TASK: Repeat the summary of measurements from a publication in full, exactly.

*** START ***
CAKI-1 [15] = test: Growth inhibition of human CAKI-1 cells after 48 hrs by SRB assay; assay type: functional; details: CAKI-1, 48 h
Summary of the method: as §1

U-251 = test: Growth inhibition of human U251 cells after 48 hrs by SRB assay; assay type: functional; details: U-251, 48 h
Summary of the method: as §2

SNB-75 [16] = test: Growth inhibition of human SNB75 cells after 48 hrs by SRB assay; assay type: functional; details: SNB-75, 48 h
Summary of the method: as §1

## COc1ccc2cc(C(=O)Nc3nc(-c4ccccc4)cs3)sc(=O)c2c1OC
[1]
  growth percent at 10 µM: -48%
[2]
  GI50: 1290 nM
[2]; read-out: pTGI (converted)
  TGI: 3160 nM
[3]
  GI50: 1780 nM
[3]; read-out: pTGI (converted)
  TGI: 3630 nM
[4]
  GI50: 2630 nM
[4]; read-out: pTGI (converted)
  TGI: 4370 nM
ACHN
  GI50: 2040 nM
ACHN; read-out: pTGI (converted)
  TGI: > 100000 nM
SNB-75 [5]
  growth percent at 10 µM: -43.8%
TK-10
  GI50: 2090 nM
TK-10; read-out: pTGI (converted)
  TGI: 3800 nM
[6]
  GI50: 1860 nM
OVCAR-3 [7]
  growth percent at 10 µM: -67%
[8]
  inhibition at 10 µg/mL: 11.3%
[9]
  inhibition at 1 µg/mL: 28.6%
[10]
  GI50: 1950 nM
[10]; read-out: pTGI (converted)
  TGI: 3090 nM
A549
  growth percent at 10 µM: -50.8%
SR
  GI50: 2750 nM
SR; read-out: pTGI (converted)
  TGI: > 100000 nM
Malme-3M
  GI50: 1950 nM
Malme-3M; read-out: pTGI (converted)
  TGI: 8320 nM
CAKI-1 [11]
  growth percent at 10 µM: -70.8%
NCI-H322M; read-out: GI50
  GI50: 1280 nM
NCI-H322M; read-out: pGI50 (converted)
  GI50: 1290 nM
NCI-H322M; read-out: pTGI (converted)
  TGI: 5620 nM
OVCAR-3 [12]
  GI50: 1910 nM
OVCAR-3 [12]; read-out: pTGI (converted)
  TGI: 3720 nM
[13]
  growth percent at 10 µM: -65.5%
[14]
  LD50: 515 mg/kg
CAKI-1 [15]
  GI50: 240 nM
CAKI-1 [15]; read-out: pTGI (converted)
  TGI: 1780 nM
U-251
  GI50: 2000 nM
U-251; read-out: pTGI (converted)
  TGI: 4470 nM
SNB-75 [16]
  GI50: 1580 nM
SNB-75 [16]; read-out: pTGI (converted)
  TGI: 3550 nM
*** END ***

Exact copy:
CAKI-1 [15] = test: Growth inhibition of human CAKI-1 cells after 48 hrs by SRB assay; assay type: functional; details: CAKI-1, 48 h
Summary of the method: as §1

U-251 = test: Growth inhibition of human U251 cells after 48 hrs by SRB assay; assay type: functional; details: U-251, 48 h
Summary of the method: as §2

SNB-75 [16] = test: Growth inhibition of human SNB75 cells after 48 hrs by SRB assay; assay type: functional; details: SNB-75, 48 h
Summary of the method: as §1

## COc1ccc2cc(C(=O)Nc3nc(-c4ccccc4)cs3)sc(=O)c2c1OC
[1]
  growth percent at 10 µM: -48%
[2]
  GI50: 1290 nM
[2]; read-out: pTGI (converted)
  TGI: 3160 nM
[3]
  GI50: 1780 nM
[3]; read-out: pTGI (converted)
  TGI: 3630 nM
[4]
  GI50: 2630 nM
[4]; read-out: pTGI (converted)
  TGI: 4370 nM
ACHN
  GI50: 2040 nM
ACHN; read-out: pTGI (converted)
  TGI: > 100000 nM
SNB-75 [5]
  growth percent at 10 µM: -43.8%
TK-10
  GI50: 2090 nM
TK-10; read-out: pTGI (converted)
  TGI: 3800 nM
[6]
  GI50: 1860 nM
OVCAR-3 [7]
  growth percent at 10 µM: -67%
[8]
  inhibition at 10 µg/mL: 11.3%
[9]
  inhibition at 1 µg/mL: 28.6%
[10]
  GI50: 1950 nM
[10]; read-out: pTGI (converted)
  TGI: 3090 nM
A549
  growth percent at 10 µM: -50.8%
SR
  GI50: 2750 nM
SR; read-out: pTGI (converted)
  TGI: > 100000 nM
Malme-3M
  GI50: 1950 nM
Malme-3M; read-out: pTGI (converted)
  TGI: 8320 nM
CAKI-1 [11]
  growth percent at 10 µM: -70.8%
NCI-H322M; read-out: GI50
  GI50: 1280 nM
NCI-H322M; read-out: pGI50 (converted)
  GI50: 1290 nM
NCI-H322M; read-out: pTGI (converted)
  TGI: 5620 nM
OVCAR-3 [12]
  GI50: 1910 nM
OVCAR-3 [12]; read-out: pTGI (converted)
  TGI: 3720 nM
[13]
  growth percent at 10 µM: -65.5%
[14]
  LD50: 515 mg/kg
CAKI-1 [15]
  GI50: 240 nM
CAKI-1 [15]; read-out: pTGI (converted)
  TGI: 1780 nM
U-251
  GI50: 2000 nM
U-251; read-out: pTGI (converted)
  TGI: 4470 nM
SNB-75 [16]
  GI50: 1580 nM
SNB-75 [16]; read-out: pTGI (converted)
  TGI: 3550 nM